75th anniversary of the Portman Clinic
1 December 2008
2008 brings the 75th Anniversary of the Portman Clinic. To mark its 75th Anniversary the Portman Clinic held a conference on 6-7 December focusing on the issues of sexual violence, internet pornography and paedophilia.
The conference hosted a debate/discussion focused on paedophilia, between a high court judge, a senior probation officer, a child psychiatrist, an Observer newspaper journalist and two clinicians working with paedophiles.
The clinic was originally set up in 1933 as the clinical arm of the Institute for the Study and Treatment of Delinquency (ISTD). It was first called the Psychopathic Clinic and took its current name in 1937 when the ISTD and the clinic moved into premises in Portman Street, central London. The Portman Clinic saw its first patient on 18 September 1933, “a woman, 47 years of age, noted as having a violent temper, charged with assault on her woman employer”.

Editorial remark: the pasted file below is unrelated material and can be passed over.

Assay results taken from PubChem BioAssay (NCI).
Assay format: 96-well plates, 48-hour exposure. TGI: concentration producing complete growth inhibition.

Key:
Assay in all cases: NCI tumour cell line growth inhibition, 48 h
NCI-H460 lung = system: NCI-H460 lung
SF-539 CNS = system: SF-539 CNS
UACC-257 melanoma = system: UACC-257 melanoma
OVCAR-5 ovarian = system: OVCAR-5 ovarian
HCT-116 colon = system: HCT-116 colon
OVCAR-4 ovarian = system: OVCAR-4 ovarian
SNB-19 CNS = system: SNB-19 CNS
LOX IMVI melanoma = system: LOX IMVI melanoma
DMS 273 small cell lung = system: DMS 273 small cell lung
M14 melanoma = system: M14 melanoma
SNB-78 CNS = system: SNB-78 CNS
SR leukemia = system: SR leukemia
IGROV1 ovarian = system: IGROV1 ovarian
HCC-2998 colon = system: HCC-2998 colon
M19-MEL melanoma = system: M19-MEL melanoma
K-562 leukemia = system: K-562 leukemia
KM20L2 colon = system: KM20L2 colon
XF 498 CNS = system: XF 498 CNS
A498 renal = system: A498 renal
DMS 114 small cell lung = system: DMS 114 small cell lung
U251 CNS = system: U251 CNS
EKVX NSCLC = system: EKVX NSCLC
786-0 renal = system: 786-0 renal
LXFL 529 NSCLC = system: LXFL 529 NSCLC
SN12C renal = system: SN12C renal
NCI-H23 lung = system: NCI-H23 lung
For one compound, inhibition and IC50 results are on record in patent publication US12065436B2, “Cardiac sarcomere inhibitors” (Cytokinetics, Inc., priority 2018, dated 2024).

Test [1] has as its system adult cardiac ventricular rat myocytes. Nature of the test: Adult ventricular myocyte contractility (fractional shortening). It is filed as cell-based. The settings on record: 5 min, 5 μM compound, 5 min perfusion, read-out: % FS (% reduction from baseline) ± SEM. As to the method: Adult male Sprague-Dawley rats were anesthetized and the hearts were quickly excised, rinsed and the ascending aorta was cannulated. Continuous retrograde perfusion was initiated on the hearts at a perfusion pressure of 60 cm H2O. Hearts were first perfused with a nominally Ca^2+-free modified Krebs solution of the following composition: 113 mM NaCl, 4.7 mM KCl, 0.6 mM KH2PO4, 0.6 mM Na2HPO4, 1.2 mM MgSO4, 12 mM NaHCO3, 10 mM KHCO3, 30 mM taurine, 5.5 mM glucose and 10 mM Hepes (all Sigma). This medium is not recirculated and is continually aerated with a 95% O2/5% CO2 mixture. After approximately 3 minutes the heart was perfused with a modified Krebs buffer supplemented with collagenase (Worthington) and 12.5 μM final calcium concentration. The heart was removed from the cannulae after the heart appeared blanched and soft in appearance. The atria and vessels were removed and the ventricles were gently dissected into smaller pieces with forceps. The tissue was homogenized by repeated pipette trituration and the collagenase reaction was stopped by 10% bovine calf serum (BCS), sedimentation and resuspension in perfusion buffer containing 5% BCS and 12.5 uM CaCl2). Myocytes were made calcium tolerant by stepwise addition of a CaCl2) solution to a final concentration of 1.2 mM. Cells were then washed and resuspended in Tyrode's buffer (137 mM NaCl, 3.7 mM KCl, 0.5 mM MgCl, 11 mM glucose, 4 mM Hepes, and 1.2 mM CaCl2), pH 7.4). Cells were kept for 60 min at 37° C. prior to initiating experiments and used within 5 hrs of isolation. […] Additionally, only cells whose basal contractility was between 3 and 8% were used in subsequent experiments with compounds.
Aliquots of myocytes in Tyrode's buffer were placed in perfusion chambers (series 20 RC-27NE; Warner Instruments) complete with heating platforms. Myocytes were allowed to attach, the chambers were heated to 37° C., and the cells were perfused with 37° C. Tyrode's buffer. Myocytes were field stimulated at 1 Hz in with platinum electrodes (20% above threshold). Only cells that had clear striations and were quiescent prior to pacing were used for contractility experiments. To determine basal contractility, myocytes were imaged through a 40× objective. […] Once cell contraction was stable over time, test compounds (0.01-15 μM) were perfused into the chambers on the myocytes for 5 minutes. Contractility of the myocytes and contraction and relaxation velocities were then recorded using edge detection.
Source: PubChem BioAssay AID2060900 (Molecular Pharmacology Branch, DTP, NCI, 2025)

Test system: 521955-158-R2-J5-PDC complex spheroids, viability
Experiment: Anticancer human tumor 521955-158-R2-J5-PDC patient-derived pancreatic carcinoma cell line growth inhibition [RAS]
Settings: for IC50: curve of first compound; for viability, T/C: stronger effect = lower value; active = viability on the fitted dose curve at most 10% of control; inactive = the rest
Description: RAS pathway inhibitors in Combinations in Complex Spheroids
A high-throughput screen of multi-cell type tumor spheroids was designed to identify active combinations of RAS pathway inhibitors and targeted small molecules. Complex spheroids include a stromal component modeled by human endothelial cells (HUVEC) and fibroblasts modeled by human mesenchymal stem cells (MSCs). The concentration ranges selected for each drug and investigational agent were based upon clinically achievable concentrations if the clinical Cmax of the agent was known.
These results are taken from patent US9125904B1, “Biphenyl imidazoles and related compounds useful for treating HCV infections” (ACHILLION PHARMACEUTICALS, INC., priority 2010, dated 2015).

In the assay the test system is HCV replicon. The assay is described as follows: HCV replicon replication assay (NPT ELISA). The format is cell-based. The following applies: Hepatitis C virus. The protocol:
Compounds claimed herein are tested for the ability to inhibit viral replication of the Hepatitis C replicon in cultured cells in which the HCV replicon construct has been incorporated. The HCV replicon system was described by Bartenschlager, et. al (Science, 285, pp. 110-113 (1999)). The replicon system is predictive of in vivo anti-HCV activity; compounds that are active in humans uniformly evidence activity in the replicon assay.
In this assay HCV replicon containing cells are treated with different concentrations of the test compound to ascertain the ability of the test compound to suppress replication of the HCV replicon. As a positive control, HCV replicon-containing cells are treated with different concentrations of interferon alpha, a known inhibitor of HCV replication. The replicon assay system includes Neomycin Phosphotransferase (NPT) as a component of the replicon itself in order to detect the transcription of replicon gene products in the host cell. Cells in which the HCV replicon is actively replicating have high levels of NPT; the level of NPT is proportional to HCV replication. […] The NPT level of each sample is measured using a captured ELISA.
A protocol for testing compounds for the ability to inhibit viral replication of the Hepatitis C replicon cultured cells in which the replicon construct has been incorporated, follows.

In 1948, the clinic broke from its parent body and joined the new National Health Service, moving to an address in Mayfair which located it between a residence for nuns on one side and a brothel on the other.
In 1970, the clinic moved to its current premises in Fitzjohns Avenue, adjacent to the Tavistock Clinic. The two clinics came under the management of the Hampstead Health Authority and in 1994 jointly became an NHS Trust and in 2006 an NHS Foundation Trust. During the course of these years the nature of the clinical work referred to the clinic has changed from that of mostly criminality and delinquency to now mostly perversion and violence.